"Jared Zeff ND, LAc has a saying about naturopathic medicine's rise from the ashes of its near demise in the late 70's and early 80's when 200 or so naturopathic doctors remained in North America. In an interview in NDNR is 2006 he said: "Our little profession went out into the wilderness over the last 40 years. We survived. The young Jedis gathered bits of wisdom and the history of our elders. We are now in a position to articulate this to the next generation. We are in the midst of that process."

"Rick Marinelli ND, LAc was a true Jedi - knight, warrior and highly respected truth teller of our medicine. After graduating from NCNM in 1982, he built upon the old wisdom, leading naturopathic medicine into new terrain in key areas, a process with which we remain engaged. Others have written about his legion accomplishments and the critical terrain we stand on today which he built with his piercing vision, his excellence and great intelligence. These things make him a deeply respected hero of our discipline and its potential.

"He spoke truth with a twinkle in his eye,
and without the friction of rancor. He got
things done. He engaged in the kind of
intelligent, ethical and skillful action that
made me very proud to be in the same
 tribe with him, to stand with him."

- Pamela Snider, ND


"I also honor and give loving tribute to the Rick who unflinchingly spoke truth to power, who would not countenance negativity or dignify "low grade sniping." He gave energy, kindness, his mind and considerable heart to the councils of the naturopathic "tribe." I had the gift of seeing him from the perspective of being so very close yet just a layer away. In phases, in our life and our medicine together, we were deeply connected, sharing in intense, sudden or "action critical" moments a joy, a decision point, an accomplishment, a challenge, a strategy. The times we've shared are a series of lights and smiles bedecked by his vitality and big intelligence-his heart, and joy of life.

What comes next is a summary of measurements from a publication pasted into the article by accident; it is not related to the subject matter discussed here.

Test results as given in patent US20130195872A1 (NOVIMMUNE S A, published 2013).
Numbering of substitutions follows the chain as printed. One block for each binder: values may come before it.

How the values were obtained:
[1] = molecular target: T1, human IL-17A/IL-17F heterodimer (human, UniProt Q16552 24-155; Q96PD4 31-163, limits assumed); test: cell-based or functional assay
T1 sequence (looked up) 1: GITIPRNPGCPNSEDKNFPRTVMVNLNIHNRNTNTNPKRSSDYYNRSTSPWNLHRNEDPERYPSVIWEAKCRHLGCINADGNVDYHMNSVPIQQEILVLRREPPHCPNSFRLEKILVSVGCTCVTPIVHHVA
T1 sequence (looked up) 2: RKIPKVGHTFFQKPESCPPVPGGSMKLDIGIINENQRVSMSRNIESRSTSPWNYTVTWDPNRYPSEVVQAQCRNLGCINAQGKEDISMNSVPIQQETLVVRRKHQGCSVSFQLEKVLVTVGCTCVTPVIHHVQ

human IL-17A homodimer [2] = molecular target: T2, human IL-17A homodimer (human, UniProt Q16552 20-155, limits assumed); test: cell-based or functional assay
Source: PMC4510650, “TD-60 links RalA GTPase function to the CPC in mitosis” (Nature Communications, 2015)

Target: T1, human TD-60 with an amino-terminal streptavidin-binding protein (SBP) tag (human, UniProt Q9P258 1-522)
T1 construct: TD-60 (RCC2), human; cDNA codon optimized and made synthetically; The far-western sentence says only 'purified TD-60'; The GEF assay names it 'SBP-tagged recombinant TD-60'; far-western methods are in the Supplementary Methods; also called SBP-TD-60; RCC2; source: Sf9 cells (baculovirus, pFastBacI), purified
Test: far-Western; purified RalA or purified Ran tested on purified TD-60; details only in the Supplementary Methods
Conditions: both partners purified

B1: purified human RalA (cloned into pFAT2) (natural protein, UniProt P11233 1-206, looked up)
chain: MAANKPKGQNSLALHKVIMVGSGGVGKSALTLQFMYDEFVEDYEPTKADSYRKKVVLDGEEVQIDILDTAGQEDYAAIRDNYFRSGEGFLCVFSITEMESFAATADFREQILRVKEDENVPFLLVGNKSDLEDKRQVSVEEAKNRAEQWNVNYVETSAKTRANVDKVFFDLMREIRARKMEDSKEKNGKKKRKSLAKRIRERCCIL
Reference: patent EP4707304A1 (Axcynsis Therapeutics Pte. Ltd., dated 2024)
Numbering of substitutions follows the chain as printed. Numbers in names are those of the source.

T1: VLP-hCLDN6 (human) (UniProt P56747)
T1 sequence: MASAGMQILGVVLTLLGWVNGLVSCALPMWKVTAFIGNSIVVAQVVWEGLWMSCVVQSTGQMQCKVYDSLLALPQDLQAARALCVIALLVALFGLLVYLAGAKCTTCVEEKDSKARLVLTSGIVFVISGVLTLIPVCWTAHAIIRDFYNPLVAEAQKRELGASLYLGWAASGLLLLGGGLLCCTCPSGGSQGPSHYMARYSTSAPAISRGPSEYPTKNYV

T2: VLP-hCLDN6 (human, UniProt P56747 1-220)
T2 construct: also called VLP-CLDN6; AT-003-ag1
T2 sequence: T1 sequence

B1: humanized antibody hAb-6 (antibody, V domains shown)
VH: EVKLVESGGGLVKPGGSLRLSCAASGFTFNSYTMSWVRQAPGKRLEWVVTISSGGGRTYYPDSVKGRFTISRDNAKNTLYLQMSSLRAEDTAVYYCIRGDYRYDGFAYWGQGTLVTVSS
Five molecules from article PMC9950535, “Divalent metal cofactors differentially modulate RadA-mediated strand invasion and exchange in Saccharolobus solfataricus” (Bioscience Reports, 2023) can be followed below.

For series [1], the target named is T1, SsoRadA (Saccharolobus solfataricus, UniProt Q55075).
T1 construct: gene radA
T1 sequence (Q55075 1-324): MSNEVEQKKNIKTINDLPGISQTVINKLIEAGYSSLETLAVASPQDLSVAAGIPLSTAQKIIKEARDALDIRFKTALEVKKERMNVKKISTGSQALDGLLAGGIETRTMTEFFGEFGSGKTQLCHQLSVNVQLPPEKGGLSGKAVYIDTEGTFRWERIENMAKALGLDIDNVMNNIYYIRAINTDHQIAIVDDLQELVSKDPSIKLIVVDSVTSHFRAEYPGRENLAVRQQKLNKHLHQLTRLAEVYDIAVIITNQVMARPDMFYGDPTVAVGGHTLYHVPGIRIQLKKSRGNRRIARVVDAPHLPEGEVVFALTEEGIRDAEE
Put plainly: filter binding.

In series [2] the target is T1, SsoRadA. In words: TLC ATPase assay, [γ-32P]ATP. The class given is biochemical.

"Rick acted boldly. He acted with courage. He spoke truth with a twinkle in his eye, and without the friction of rancor. He got things done. He engaged in the kind of intelligent, ethical and skillful action that made me very proud to be in the same tribe with him, to stand with him. I could reach for Rick and trust him, his judgment and actions-without fail.

"And, he was beyond all of this, at the heart of things - his home with Dhai was a hearth, where the Jedis came to ground, to celebrate, to rest, to revitalize, to play. He gave to us what he held in his hands. He loved this tribe.

"Rick was the Jedi who sent to a group of us who were collaborating on getting a piece of legislation passed a copy of the lyrics from Leonard Cohen's famous song "First We Take Manhattan." He was celebrating this victory as he aimed his sights on the next.

"Rick- Know that you are in our consciousness constantly right now...may this connection blanket you with the great peace of an unconditional and grateful love, surrounding you and bringing you ease, light and the knowing that you are seen, respected and beloved upon this earth. Your life and you, live in our hearts. We love you very much and will miss you greatly Rick Marinelli: leader, visionary, pioneer, bright and vital light; our brother and soul friend."
John Weeks, Publisher-Editor, The Integrator Blog; Executive Director, ACCAHC

The core Lake T clan
John Weeks, the present writer, is the publisher editor of this blog piece, writes for other publications in the integrative health and medicine space and has served in a variety of organizing and executive capacities in the movement for integrative health, including a present position as executive director of ACCAHC. I told others to use 200-300 words. I am not the only one to violate that.

"When I was recovering from my own throat cancer - the diagnosis of which was two years to the day before Rick's - I shared with him a life lesson I took from facing the arc of my life possibly ending at 58. A mundane thing, really: we are what we have invested ourselves in.

"Rick's and my families invested in each other. For 5-6 years in the prime of our child-rearing time - late 1990s into the middle of the next decade - Rick's family with Dhai and his kids Aidan and Aysia who Dhai helped raise, our mutual friends Kevin Wilson and Jan Munsterman and their son Nick, and my spouse Jeana Kimball and our children Lucas and Roz,
journeyed to a campsite on Lake Tahklahk, 4,000 up Mt. Adams' flanks in the Cascades. This 5-day excursion, sometimes with a few others (including both Jo Forwell and Pamela Snider, who wrote things here), is prime real estate in the memories of all of our children, and in each of us. The other adults were all NDs. I had been given an honorary one. I enjoyed their love of science, bantering in the smoke of the campfire, with striking precision despite the G&Ts in hand - at least until early in the night - the refreshing lake in our bones. Their talk moved well beyond medicine to other frontiers. I often could only follow it like a poem in a poorly known language. I was just plain happy to be co-habiting life with people such as these in a place like that.